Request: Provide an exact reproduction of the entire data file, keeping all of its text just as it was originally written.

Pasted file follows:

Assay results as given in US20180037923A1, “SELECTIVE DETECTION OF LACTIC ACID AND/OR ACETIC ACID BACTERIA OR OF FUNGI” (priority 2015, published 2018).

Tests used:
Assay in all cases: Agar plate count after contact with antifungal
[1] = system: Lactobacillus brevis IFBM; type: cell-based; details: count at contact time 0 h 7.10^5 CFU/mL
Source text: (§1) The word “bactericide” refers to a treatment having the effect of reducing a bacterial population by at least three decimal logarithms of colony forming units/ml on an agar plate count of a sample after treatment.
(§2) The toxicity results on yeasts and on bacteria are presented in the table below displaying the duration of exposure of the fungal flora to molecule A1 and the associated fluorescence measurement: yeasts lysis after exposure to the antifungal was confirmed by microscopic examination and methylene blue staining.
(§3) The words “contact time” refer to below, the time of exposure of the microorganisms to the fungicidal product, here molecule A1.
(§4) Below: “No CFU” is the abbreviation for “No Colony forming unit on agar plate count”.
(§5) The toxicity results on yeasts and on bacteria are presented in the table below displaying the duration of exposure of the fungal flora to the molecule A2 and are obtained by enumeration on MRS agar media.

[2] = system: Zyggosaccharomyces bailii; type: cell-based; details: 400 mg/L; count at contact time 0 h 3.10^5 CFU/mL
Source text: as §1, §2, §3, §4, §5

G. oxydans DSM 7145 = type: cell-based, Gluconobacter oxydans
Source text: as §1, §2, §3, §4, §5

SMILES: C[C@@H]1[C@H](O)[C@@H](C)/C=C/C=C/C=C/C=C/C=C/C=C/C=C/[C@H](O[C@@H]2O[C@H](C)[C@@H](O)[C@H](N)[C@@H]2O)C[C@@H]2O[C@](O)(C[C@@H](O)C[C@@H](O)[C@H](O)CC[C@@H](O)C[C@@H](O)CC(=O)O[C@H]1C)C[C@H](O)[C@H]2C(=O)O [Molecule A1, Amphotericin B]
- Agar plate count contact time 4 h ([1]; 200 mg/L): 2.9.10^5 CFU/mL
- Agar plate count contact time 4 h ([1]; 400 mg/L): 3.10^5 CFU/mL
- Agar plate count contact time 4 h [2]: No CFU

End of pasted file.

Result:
Assay results as given in US20180037923A1, “SELECTIVE DETECTION OF LACTIC ACID AND/OR ACETIC ACID BACTERIA OR OF FUNGI” (priority 2015, published 2018).

Tests used:
Assay in all cases: Agar plate count after contact with antifungal
[1] = system: Lactobacillus brevis IFBM; type: cell-based; details: count at contact time 0 h 7.10^5 CFU/mL
Source text: (§1) The word “bactericide” refers to a treatment having the effect of reducing a bacterial population by at least three decimal logarithms of colony forming units/ml on an agar plate count of a sample after treatment.
(§2) The toxicity results on yeasts and on bacteria are presented in the table below displaying the duration of exposure of the fungal flora to molecule A1 and the associated fluorescence measurement: yeasts lysis after exposure to the antifungal was confirmed by microscopic examination and methylene blue staining.
(§3) The words “contact time” refer to below, the time of exposure of the microorganisms to the fungicidal product, here molecule A1.
(§4) Below: “No CFU” is the abbreviation for “No Colony forming unit on agar plate count”.
(§5) The toxicity results on yeasts and on bacteria are presented in the table below displaying the duration of exposure of the fungal flora to the molecule A2 and are obtained by enumeration on MRS agar media.

[2] = system: Zyggosaccharomyces bailii; type: cell-based; details: 400 mg/L; count at contact time 0 h 3.10^5 CFU/mL
Source text: as §1, §2, §3, §4, §5

G. oxydans DSM 7145 = type: cell-based, Gluconobacter oxydans
Source text: as §1, §2, §3, §4, §5

SMILES: C[C@@H]1[C@H](O)[C@@H](C)/C=C/C=C/C=C/C=C/C=C/C=C/C=C/[C@H](O[C@@H]2O[C@H](C)[C@@H](O)[C@H](N)[C@@H]2O)C[C@@H]2O[C@](O)(C[C@@H](O)C[C@@H](O)[C@H](O)CC[C@@H](O)C[C@@H](O)CC(=O)O[C@H]1C)C[C@H](O)[C@H]2C(=O)O [Molecule A1, Amphotericin B]
- Agar plate count contact time 4 h ([1]; 200 mg/L): 2.9.10^5 CFU/mL
- Agar plate count contact time 4 h ([1]; 400 mg/L): 3.10^5 CFU/mL
- Agar plate count contact time 4 h [2]: No CFU